TGR: What would it look like if that last 5% were gone? Are we talking about hyperinflation? Are we talking about banks collapsing? Are we talking about bartering? What would it look like?
RM: We are talking about all of that. It would be chaos. We saw it in Zimbabwe when the Zimbabwean dollar became worthless because the government printed so many that people wouldn’t accept them anymore. The country experienced enormous runaway inflation where prices were rising 50% a day before the Zimbabwe dollar collapsed.
It would probably start with someone somewhere in the world selling off his dollars and begin trading them for whatever it was he had confidence in. The foreign exchange value of the dollar would fall. Other people would notice; they would get scared and start selling their dollars. The foreign exchange value of the dollar would drop more. This process would continue until you have panic around the world to get out of dollars. Americans would be the last ones to get involved. We are always the last to know what is happening to America. Suddenly Americans would wake up one morning and find that a gallon of milk that cost $4 the day before costs $6 today. The next day they would find that it costs $12. And the next day they would find that it costs $36. That is when Americans would realize that they are in deep trouble; their dollars are about to become worthless.
TGR: Of course the Fed wants to avoid that scenario. You describe yourself as a follower of Austrian economics made famous by the Nobel laureates Friedrich Hayek and Ludwig von Mises. They describe financial systems as complex processes run by billions of constantly changing individuals rather than something that can be manipulated from a central point, which seems to be what is being attempted right now. If that is the case, what will be the outcome if the central government tries to force a more Keynesian control of the flow of money?
RM: They will mess it up even worse than they already have. The world has been living under Keynesian economics since 1971 when Nixon took the dollar off the gold standard. John Maynard Keynes was a semi-socialist. He believed that the way to fix the economy was to print a whole bunch of dollars and dump them out there. This has been standard procedure for the past 40 years. All currencies have been dropping in value during that time. Another round of quantitative easing (QE) could further speed the rate at which the money circulates, something that has the same effect as increasing the supply of dollars, creating a larger demand for goods and services and having an inflationary effect. I think Fed officials are dropping hints about the next QE because they are trying to cause velocity to rise, a secret QE if you will.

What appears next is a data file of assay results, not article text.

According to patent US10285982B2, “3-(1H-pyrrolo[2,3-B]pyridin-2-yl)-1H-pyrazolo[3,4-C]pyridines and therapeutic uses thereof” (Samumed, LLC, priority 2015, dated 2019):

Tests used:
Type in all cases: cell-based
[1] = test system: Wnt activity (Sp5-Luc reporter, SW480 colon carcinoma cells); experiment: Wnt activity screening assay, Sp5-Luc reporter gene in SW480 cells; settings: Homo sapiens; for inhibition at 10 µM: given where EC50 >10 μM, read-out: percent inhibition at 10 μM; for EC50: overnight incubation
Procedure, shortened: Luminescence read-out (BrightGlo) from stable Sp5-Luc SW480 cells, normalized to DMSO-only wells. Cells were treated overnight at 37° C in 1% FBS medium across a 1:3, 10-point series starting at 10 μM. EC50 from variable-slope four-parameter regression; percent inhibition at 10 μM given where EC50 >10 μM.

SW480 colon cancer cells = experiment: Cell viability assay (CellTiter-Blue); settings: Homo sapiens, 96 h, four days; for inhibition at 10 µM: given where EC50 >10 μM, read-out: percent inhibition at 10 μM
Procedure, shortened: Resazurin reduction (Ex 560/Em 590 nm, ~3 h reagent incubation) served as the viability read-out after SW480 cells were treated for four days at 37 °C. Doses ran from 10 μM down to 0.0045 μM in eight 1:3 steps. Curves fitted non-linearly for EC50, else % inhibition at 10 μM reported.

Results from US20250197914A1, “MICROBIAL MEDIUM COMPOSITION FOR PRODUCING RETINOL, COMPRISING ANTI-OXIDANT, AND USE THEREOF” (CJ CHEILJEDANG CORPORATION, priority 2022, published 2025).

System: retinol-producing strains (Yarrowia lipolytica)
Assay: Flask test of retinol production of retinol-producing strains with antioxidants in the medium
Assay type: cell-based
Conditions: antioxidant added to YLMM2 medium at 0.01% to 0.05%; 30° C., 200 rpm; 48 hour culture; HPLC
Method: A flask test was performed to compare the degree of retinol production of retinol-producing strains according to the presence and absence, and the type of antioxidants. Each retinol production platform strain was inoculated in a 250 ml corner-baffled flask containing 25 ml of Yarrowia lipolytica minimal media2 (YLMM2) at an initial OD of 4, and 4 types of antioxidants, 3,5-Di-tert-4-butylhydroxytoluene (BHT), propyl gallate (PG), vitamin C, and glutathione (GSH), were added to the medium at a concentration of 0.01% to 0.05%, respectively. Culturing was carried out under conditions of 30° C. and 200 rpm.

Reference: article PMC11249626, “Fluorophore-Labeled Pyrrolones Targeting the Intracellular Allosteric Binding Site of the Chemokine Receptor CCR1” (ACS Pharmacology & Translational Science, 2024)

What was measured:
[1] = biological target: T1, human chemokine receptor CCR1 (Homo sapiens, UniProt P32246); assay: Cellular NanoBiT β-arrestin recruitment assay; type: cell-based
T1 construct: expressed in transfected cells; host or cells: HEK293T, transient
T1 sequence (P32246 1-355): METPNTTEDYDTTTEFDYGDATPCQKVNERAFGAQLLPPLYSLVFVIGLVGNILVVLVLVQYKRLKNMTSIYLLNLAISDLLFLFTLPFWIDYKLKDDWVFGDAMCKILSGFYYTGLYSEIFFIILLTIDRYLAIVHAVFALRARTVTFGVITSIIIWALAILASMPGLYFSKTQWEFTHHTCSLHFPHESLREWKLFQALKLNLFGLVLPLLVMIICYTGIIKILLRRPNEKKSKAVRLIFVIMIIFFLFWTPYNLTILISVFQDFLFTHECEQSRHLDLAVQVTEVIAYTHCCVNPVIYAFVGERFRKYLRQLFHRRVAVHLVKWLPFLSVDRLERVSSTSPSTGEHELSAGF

TGR: What if the stealth QE campaign doesn’t work? What form might a real QE3 take?
RM: It is hard to tell what they will do. One of the myths that everyone is taught is that the government has some sort of tremendous understanding of economics and the ability to make adjustments to economic activity. The term fine-tuning is used sometimes. Actually, we are talking about a group of human beings who don’t know much more about real economics than anybody else. They think they do, but they don’t. They just bounce around from one attempt to control things to the next, making a mess of the country. The economy is not a machine. It is people, human beings. It is a biological system, not a mechanical system. But, the government treats it like a mechanical system, so they are always making mistakes.
TGR: If war and hyperinflation are the inevitable future, how can investors survive or maybe even thrive during a time like this? What are the opportunities? Natural resources? Commodity equities? Where can we be safe other than putting that $100 bill under the bed?
RM: Well, I wouldn’t put $100 under the mattress, at least not for very long, because it will soon become worthless. But commodities, stocks of raw materials firms, gold and silver and platinum coins have value. Generally, I try to see the world in terms of two kinds of investments: dollars and non-dollars. You definitely want non-dollars, things that do not have their value tied to the value of the dollar. An example of a dollar asset is something like a bond or bank CD. Their values are tied directly to the value of the dollar. If the dollar falls, then their values fall.